Fruity Swedish Quick Bread 24.000

Julia Ewan

Aug 29, 2007

When it comes to making this Swedish bread, the culinary adventure begins with a search: Everyday Swedish ingredients, such as graham flour and mark sirap, aren't widely available here.

We found Bob's Red Mill dark rye flour at some Safeway stores and Hodgson Mill graham flour at Chevy Chase Market. (Both are also available online.) The mark sirap, a rich chocolaty syrup made from sugar beets, is available at Ikea. It gives the bread a wonderful depth of flavor, but if necessary, you may substitute dark molasses.

Serve for breakfast or tea with a dab of butter, or toasted and plain. To store, wrap in plastic wrap and refrigerate for up to 1 week. Or wrap the bread whole in foil, then in plastic wrap, and freeze for up to 2 months.

Servings: 24

Yield: Makes two 9-by-5-inch loaves (24 slices total)

  • 4 cups buttermilk, preferably not low-fat
  • 2 teaspoons baking soda
  • 1 cup mörk sirap
  • 3 1/2 cups whole-wheat flour
  • 2 cups graham flour
  • 1 cup dark rye flour
  • 2 teaspoons salt
  • 1 cup unsalted sunflower kernels
  • 1 cup flaxseed
  • 2 cups mixed dried fruit and nuts, such as apricots, cherries and walnuts


Preheat the oven to 350 degrees. Lightly grease two 9-by-5-inch loaf pans. Have ready 2 clean dish towels.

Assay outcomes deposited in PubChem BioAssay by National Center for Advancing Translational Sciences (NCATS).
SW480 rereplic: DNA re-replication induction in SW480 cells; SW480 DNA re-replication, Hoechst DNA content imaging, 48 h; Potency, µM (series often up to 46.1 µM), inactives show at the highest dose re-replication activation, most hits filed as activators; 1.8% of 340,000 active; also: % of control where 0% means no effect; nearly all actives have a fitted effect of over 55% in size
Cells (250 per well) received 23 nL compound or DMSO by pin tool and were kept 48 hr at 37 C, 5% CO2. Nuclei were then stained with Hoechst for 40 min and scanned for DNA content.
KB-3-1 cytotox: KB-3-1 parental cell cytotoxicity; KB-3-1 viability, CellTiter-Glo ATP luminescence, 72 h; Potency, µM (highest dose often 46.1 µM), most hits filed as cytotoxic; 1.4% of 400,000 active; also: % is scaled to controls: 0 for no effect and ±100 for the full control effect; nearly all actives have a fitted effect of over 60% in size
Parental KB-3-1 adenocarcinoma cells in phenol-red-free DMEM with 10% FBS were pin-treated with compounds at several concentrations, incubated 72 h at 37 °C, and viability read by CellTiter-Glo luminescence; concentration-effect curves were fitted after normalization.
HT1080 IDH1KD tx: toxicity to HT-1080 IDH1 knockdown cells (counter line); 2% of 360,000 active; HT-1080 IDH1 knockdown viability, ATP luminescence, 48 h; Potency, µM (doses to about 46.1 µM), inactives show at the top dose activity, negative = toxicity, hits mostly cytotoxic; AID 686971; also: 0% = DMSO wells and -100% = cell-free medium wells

In a 2-quart measuring cup, combine the buttermilk, baking soda and mark sirap, stirring to combine.

In a separate large mixing bowl, combine the flours, salt, sunflower kernels, flaxseed and mix of dried fruit and nuts. Add the buttermilk mixture and blend until just combined; the batter will be loose. Divide evenly between the loaf pans and bake for about 1 1/2 hours or until a toothpick inserted in the center comes out clean. Transfer the breads from the pans to the dish towels and wrap loosely. For best slicing results, let the loaves sit for at least 5 hours before cutting.

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Recipe Source

Adapted from Maritim, a restaurant in Simrisham, Sweden.

Tested by Jane Black.

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